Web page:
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Prelude and Fugue (The Spitfire)

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William Walton

William Walton (arr. Noble)

General Info

Year: 1961 / 2011
Duration: c. 7:38
Difficulty: V (see Ratings for explanation)
Publisher: Band Music Pdf

Cost: Score and Parts - $100.00


1. Prelude - 3:46
2. Fugue - 4:18


Full Score
C Piccolo
Flute I-II
Oboe I-II
Bassoon I-II
E-flat Soprano Clarinet
B-flat Soprano Clarinet I-II-III
B-flat Bass Clarinet
E-flat Alto Saxophone I-II
B-flat Tenor Saxophone
E-flat Baritone Saxophone
B-flat Trumpet I-II-III
Horn in F I-II-III-IV
Trombone I-II
Bass Trombone
String Bass
Percussion, including:

  • Snare Drum
  • Crash Cymbals



None discovered thus far.

Program Notes

This music, written to accompany the film The First and the Few, was the film story of the designer of the Spitfire fighter aircraft, R. J. Mitchell. This work was lifted, almost bodily out of the film score: exceptionally (for film music) it needed hardly any modification to turn it into a first-rate concert piece.

The prelude, called by Stephen Lloyd "one of Walton's finest marches", is the music heard over the opening credit titles in the movie. A central lyrical solo depicts the exhaustion and dying by illness of the aircraft's designer R. J. Mitchell. The fugue is used to describe the making of the Spitfire, and then the patriotic march returns joined with the fugue to mark the completion of the fighter aircraft.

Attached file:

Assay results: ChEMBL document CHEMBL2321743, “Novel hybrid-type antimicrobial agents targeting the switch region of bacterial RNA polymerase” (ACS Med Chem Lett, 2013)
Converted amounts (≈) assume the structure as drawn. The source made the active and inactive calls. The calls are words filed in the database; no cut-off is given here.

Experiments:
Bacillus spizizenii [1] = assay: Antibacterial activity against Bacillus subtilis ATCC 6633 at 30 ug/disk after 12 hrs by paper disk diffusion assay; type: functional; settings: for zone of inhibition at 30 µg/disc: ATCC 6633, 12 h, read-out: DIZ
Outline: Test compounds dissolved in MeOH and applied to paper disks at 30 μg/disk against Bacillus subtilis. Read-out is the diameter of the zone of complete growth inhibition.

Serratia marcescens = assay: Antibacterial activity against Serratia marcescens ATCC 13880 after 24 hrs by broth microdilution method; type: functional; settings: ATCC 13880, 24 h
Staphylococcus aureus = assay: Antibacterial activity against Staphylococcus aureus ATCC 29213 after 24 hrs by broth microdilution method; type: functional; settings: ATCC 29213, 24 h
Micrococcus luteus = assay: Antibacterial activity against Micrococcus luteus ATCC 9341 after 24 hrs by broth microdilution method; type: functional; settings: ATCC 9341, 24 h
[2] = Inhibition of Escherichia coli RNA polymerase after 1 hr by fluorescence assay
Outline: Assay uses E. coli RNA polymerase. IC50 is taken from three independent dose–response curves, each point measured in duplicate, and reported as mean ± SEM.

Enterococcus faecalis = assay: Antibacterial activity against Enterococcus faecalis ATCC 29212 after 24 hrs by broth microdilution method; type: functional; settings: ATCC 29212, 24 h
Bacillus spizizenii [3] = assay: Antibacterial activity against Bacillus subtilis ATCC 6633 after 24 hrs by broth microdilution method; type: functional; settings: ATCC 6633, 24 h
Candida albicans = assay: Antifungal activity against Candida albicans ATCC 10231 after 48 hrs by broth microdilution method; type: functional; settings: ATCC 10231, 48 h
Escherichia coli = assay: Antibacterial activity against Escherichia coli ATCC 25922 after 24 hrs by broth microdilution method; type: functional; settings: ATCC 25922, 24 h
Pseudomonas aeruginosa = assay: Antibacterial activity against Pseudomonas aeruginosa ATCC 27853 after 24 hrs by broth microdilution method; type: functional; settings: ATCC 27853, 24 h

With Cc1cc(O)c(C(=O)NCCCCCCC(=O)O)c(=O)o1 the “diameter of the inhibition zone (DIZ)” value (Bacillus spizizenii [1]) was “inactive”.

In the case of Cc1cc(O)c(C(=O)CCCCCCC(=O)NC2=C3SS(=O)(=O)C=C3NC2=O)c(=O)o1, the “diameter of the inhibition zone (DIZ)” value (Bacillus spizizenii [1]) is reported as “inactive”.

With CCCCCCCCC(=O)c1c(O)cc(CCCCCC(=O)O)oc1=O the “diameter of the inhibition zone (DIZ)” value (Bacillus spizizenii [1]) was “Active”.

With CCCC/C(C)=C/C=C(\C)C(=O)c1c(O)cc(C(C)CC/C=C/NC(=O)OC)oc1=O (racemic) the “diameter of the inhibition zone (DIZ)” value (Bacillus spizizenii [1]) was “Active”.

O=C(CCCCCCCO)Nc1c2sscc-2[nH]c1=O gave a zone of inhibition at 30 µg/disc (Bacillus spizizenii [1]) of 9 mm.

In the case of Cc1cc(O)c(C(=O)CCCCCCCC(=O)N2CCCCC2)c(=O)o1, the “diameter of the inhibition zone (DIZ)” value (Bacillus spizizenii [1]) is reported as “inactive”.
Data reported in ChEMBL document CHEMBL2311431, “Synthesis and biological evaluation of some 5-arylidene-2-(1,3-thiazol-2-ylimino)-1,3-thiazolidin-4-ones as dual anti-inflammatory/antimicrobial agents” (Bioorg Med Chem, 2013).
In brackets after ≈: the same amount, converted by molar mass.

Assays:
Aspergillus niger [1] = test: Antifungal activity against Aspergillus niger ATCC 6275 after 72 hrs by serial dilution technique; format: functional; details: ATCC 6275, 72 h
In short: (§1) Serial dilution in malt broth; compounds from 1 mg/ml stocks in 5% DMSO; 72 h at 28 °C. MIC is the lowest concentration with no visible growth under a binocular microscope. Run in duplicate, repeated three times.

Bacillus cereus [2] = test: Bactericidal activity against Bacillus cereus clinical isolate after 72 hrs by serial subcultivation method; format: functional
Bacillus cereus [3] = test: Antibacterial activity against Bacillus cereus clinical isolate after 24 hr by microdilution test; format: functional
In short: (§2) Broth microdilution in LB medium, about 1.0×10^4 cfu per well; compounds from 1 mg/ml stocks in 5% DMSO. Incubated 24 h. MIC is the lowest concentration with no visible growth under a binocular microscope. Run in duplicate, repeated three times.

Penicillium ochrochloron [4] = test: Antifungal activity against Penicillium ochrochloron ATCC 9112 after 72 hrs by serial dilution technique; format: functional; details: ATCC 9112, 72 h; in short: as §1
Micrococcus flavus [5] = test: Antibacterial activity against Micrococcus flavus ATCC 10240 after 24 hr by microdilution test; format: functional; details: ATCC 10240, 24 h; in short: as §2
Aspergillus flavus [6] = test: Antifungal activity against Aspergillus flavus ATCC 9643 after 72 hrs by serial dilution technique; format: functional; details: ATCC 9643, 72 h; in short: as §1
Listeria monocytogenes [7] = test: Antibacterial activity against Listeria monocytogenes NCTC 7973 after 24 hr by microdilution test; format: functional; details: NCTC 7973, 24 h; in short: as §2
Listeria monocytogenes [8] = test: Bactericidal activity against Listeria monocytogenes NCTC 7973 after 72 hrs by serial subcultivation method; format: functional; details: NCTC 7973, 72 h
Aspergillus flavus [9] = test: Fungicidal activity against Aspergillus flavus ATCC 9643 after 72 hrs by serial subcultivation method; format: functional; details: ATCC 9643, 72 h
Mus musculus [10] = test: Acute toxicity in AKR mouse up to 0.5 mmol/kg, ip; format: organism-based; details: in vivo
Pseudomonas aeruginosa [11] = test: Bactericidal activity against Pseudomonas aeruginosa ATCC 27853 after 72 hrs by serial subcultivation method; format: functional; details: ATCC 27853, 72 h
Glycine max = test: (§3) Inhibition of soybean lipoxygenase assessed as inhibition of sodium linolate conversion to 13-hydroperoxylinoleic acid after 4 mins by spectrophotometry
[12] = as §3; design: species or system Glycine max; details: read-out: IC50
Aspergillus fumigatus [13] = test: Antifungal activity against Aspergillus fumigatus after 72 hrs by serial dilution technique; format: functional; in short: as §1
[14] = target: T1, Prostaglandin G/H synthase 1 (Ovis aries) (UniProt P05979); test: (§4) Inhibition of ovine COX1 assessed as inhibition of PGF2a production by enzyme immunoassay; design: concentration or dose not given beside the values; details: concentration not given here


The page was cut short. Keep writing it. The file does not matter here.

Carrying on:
The majestic march-like drama of the Prelude is well-suited for graduation and other ceremonial events, and the total piece is a tour de force for contest performance.

-Program Note from publisher

Walton composed the music for the motion picture The First of the Few in 1942. At the end of 1942 he extracted and arranged the Spitfire Prelude and Fugue. The prelude is in the grand tradition of English marches with which Walton showed such skill. The fugue is derived from a sequence showing the assembly of the first Spitfire, with interwoven lines and counterpoint musically describing the intricate interaction of the mechanical parts as they come together. After a lyrical solo portraying the exhaustion of the plane’s creator, the march and fugue unite to accompany the completed plane’s triumphant launch.

- Program Note by Texas A&M University Wind Ensemble


State Ratings

None discovered thus far.


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Works for Winds by This Composer


None discovered thus far.